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J Sex Med. 2009 Jun;6(6):1729-1735. doi: 10.1111/j.1743-6109.2009.01250.x. Epub 2009 Mar 30.

Testosterone deficiency and Peyronie's disease: pilot data suggesting a significant relationship.

Author information

1
Men's Health Boston, Harvard Medical School, Boston, MA, USA.
2
Men's Health Boston, Harvard Medical School, Boston, MA, USA. Electronic address: amorgent@yahoo.com.

Abstract

INTRODUCTION:

As testosterone (T) has been shown to influence wound healing, and serum T declines in the age group at risk for Peyronie's disease (PD), we explored the possibility that low serum T may be associated with PD.

AIM:

The purpose of this study was to evaluate the relationship between serum T concentrations and features of PD.

METHODS:

Medical records were reviewed for 121 consecutive patients with PD seen over a 2-year period. All patients were assessed for sociodemographic data, medical history, comorbid medical conditions, findings on physical examination, and severity of curvature. Laboratory testing included serum concentrations of total testosterone (TT) and free testosterone (FT). Testosterone deficiency (TD) was defined as TT values less than 300 ng/dL and/or FT less than 1.5 ng/dL.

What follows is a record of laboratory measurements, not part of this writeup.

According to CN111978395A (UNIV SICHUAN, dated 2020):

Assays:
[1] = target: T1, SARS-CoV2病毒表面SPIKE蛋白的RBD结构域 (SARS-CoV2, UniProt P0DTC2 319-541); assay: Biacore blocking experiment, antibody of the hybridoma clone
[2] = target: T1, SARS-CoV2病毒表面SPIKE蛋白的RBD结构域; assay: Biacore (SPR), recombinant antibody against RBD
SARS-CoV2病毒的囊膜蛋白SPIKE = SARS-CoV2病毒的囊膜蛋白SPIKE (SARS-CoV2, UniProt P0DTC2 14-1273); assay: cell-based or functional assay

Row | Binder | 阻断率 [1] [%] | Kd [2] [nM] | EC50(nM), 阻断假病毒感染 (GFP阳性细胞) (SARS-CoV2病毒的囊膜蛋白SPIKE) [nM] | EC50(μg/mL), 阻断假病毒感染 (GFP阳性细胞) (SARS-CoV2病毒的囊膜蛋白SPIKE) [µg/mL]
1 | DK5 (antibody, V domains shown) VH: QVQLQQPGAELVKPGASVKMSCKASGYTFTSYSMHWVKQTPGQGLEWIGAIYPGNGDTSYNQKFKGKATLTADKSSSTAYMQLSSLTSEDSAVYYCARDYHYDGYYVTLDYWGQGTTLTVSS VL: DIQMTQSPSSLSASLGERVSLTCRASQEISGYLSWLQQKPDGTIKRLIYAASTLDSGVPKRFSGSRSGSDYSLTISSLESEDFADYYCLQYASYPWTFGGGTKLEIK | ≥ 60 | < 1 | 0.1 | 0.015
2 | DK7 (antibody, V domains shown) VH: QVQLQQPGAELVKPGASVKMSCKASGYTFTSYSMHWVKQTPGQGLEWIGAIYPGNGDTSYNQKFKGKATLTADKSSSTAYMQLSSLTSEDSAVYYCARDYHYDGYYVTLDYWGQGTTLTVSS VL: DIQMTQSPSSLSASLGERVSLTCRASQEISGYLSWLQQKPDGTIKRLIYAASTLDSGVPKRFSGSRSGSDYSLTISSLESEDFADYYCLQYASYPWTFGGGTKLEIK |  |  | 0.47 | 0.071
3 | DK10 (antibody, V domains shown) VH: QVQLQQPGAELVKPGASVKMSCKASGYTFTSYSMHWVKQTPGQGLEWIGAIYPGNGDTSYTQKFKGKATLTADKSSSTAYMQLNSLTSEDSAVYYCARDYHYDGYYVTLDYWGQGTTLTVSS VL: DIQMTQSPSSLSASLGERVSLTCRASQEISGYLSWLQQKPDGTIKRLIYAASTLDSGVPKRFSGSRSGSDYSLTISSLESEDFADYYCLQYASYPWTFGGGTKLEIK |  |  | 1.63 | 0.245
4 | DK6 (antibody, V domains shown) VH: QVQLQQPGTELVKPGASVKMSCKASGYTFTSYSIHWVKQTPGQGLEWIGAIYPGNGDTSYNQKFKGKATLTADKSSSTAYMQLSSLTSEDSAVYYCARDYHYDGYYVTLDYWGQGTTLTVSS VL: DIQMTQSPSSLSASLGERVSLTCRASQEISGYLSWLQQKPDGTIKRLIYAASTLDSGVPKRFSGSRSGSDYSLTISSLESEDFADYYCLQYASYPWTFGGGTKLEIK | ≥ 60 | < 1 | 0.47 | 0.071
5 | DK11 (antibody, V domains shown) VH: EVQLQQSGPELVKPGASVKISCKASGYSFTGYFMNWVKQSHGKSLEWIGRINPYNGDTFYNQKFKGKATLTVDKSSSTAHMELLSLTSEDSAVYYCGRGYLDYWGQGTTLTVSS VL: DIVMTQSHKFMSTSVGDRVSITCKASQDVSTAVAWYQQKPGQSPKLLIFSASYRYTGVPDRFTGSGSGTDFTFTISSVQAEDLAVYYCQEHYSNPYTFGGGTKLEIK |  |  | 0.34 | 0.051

MAIN OUTCOME MEASURES:

Prevalence of TD in men with PD and correlation of TT and FT with severity of curvature and plaque size.

RESULTS:

Mean patient age was 53.9 +/- 10.6 years (range 28-77). Penile curvature was 50.2 +/- 23.6 degrees (range 10-120). Mean TT was 411.6 +/- 203.6 ng/dL (range 69-877), and mean FT was 1.12 +/- 0.58 ng/dL (range 0.13-5.06). Low T was identified in 29.5% by TT alone and in 74.4% overall. Severity of curvature was greater for men with TD compared with men with normal T (54.3 vs. 37.1 degrees, P = 0.006). Men with low FT had greater penile curvature than men with normal FT (37.5 vs. 55.9 degrees, respectively, P = 0.003). Severity of penile curvature correlated significantly with FT (r = -0.314, P = 0.016) and estradiol/T (r = 0.476, P = 0.0001) but not TT (r = -0.199, P = 0.138).

CONCLUSIONS:

This pilot study suggests a possibly important relationship between low T and PD. Further prospective studies are needed to confirm this relationship.

[Indexed for MEDLINE]

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